lauren london breaks silence on nipsey hussle's death
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Lauren London Pays Homage To Nipsey Hussle In "Forever Stronger" PUMA Campaign

Lauren London is teaming with PUMA as she steps into next chapter in her journey.  London debuted “Forever Stronger” on Tuesday (Dec. 10), a visual campaign paying homage to her late boyfriend, Nipsey Hussle, and his indelible love for Los Angeles.

The 35-year-old actress created the emotional piece, which is described as a “creative vision Lauren wanted to bring to life to signify the continuation of her marathon alongside PUMA.”

Set around the streets of Los Angeles, London narrates the visual with a poem by Samantha Smith. “We are flowing, we are growing, we are open like the red sea,” reads one passage of the poem. “We walk through with confident uncertainty. We kneel here. We heal here. We open our hearts to the heavens. We use our tears to cleanse our canvas. The fear floods us, the love is electric.”

“Pain is the light,” the poem continues. “Pain is insight. The body hurts, but the spirit grows. The flesh is starving, while wisdom overflows. I got a question only Lord knows: does life break us twice?”

The campaign was directed by Danny Williams (Top Shelf Junior), edited by Matt Tolkin and produced by AJR Films. The musical score comes courtesy of Rance of 1500 or Nothin.'

PUMA previously collaborated with Hussle on capsule collection that was posthumously released in September. The collection sold out within 24 hours.

Watch London’s “Forever Stronger” campaign below.

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Lauren London Debuts The Marathon Clothing x Puma Collection

Lauren London and PUMA are teaming up once again for a collaboration honoring the late Nipsey Hussle. London debuted the Marathon Clothing x Puma’s “Hussle and Motivate” collection on social media on Thursday (Jan. 23).

London is featured in the promo shoot with Hussle's close friends, YG, J. Stone, and Pacman Da Gunman.

 

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#HussleAndMotivate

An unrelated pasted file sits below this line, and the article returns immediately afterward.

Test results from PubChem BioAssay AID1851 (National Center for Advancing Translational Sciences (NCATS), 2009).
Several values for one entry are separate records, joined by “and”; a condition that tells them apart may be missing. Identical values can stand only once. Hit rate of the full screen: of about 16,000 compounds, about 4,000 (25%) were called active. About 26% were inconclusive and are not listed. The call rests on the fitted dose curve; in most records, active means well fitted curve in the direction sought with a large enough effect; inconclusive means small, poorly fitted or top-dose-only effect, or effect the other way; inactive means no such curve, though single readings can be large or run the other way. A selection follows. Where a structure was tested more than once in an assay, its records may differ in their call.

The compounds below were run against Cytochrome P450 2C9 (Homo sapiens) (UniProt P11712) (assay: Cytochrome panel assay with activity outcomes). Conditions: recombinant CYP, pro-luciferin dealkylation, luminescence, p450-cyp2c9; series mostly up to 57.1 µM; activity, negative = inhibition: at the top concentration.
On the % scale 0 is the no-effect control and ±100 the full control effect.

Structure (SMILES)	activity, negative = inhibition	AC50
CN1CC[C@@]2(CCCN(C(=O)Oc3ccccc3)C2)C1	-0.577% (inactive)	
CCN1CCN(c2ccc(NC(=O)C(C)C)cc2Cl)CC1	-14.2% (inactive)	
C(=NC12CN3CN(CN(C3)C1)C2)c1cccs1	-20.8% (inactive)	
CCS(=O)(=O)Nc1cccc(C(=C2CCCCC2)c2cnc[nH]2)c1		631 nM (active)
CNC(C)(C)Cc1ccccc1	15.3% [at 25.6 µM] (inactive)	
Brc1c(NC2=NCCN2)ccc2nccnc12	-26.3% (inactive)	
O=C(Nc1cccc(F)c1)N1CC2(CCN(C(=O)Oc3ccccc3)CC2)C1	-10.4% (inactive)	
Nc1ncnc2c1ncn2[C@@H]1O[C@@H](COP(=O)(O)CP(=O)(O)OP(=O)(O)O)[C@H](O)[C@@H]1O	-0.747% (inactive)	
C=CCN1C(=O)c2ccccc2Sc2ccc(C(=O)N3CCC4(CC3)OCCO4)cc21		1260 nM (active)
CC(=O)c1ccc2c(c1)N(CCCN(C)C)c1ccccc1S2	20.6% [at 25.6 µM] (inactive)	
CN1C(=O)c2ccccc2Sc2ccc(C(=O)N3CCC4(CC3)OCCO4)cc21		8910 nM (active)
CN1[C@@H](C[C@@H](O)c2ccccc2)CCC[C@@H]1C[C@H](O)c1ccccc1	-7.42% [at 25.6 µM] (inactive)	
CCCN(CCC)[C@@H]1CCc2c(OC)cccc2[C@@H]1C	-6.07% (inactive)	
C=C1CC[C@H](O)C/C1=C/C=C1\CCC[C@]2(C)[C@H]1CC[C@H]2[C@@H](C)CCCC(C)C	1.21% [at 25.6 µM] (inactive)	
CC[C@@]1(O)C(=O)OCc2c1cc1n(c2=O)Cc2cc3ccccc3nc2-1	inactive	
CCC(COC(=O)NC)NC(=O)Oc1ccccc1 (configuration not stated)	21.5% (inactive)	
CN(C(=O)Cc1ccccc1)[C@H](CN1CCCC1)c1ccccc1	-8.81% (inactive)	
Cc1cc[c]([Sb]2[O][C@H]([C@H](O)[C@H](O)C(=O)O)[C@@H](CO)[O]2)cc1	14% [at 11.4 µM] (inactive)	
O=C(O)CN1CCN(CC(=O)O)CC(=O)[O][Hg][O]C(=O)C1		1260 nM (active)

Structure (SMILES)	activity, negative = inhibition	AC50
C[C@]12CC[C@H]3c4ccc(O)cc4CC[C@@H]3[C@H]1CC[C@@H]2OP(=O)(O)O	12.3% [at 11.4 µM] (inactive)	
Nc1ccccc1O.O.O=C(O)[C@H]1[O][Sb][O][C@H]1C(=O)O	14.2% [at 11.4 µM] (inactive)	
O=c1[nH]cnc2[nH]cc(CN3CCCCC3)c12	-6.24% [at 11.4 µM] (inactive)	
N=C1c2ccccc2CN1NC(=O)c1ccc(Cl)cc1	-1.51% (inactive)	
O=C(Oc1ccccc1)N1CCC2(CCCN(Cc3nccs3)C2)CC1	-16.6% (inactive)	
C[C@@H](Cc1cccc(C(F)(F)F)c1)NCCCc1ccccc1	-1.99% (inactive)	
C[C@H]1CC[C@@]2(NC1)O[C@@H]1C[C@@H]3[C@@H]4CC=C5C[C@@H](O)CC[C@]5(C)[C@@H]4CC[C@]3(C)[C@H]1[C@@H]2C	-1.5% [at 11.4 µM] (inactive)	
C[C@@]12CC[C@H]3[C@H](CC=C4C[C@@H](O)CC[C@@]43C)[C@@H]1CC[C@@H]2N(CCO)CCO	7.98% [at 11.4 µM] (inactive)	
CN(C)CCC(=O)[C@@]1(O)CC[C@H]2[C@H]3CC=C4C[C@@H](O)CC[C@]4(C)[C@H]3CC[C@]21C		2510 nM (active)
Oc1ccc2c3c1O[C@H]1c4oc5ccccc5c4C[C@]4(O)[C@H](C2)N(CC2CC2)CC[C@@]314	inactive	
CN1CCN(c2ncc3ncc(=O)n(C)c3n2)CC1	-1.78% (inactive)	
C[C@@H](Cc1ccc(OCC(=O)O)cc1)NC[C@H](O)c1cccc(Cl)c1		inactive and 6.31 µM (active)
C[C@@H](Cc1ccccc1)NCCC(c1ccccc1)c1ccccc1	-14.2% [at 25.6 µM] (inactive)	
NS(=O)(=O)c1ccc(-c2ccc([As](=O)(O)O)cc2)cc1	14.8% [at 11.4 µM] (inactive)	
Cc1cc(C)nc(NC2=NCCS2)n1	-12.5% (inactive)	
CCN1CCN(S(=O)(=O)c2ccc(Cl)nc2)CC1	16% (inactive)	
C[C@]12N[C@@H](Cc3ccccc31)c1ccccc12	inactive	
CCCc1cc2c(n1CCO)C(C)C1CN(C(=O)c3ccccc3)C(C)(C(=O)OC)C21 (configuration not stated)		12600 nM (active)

A post shared by Lauren London (@laurenlondon) on Jan 23, 2020 at 5:56pm PST

Another image from the clothing collaboration shows London wearing a white sweatshirt with a message that reads, “We (The Marathon Clothing) honor the unwavering faith of those that never quit. Our products represent their testimony. Life is a marathon.”

 

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#HussleAndMotivate

A post shared by Lauren London (@laurenlondon) on Jan 23, 2020 at 5:58pm PST

London previously linked with Puma for a viral video campaign paying tribute to her longtime love. Hustle, whose Victory Lap recently went platinum, will be celebrated at the 62nd annual Grammy Awards with a tribute featuring YG, Roddy Ricch, Kirk Franklin, DJ Khaled and John Legend.

The Grammys air on CBS on Sunday, Jan. 26 at 8p.m. ET.

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Lil Wayne performs at the 2019 Outside Lands music festival at Golden Gate Park on August 09, 2019 in San Francisco, California.
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Lil Wayne Reveals Release Date For ‘Funeral’ Album

Four years after initially announcing the project, Lil Wayne took to Twitter on Thursday (Jan. 23) to reveal that his  Funeral album will drop next week.

“Welcome to the funeral, closed casket as usual,” Tunechi says in the album teaser. The Grammy winner also tweeted a link for fans to pre-order physical and digital copies of the album as a CD, vinyl or “digital cassette.” The online shop features album merchandise, including long-sleeved shirts, hoodies and beanies.